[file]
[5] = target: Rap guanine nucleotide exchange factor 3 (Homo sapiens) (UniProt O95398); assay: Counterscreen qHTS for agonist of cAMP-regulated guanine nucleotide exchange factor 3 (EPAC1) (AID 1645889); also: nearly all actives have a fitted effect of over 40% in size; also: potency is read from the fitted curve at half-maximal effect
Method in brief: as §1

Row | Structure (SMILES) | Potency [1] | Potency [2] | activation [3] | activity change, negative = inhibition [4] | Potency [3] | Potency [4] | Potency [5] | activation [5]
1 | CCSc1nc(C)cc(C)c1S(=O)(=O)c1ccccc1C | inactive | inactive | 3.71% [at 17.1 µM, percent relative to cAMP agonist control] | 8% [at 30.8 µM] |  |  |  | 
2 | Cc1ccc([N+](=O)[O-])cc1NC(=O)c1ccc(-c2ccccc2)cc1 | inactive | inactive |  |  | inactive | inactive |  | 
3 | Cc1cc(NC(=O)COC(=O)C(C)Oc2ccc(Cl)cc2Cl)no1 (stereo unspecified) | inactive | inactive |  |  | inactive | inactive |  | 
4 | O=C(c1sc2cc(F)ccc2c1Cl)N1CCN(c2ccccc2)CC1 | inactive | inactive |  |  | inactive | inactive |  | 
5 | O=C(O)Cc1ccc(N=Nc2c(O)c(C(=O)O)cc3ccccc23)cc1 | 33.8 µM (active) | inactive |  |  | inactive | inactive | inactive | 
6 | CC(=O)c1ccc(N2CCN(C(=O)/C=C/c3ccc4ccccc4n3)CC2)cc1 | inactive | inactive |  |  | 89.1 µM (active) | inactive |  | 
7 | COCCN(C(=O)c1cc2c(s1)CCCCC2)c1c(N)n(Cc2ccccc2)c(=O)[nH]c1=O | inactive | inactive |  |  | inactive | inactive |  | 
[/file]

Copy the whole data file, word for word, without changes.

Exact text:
[5] = target: Rap guanine nucleotide exchange factor 3 (Homo sapiens) (UniProt O95398); assay: Counterscreen qHTS for agonist of cAMP-regulated guanine nucleotide exchange factor 3 (EPAC1) (AID 1645889); also: nearly all actives have a fitted effect of over 40% in size; also: potency is read from the fitted curve at half-maximal effect
Method in brief: as §1

Row | Structure (SMILES) | Potency [1] | Potency [2] | activation [3] | activity change, negative = inhibition [4] | Potency [3] | Potency [4] | Potency [5] | activation [5]
1 | CCSc1nc(C)cc(C)c1S(=O)(=O)c1ccccc1C | inactive | inactive | 3.71% [at 17.1 µM, percent relative to cAMP agonist control] | 8% [at 30.8 µM] |  |  |  | 
2 | Cc1ccc([N+](=O)[O-])cc1NC(=O)c1ccc(-c2ccccc2)cc1 | inactive | inactive |  |  | inactive | inactive |  | 
3 | Cc1cc(NC(=O)COC(=O)C(C)Oc2ccc(Cl)cc2Cl)no1 (stereo unspecified) | inactive | inactive |  |  | inactive | inactive |  | 
4 | O=C(c1sc2cc(F)ccc2c1Cl)N1CCN(c2ccccc2)CC1 | inactive | inactive |  |  | inactive | inactive |  | 
5 | O=C(O)Cc1ccc(N=Nc2c(O)c(C(=O)O)cc3ccccc23)cc1 | 33.8 µM (active) | inactive |  |  | inactive | inactive | inactive | 
6 | CC(=O)c1ccc(N2CCN(C(=O)/C=C/c3ccc4ccccc4n3)CC2)cc1 | inactive | inactive |  |  | 89.1 µM (active) | inactive |  | 
7 | COCCN(C(=O)c1cc2c(s1)CCCCC2)c1c(N)n(Cc2ccccc2)c(=O)[nH]c1=O | inactive | inactive |  |  | inactive | inactive |  | 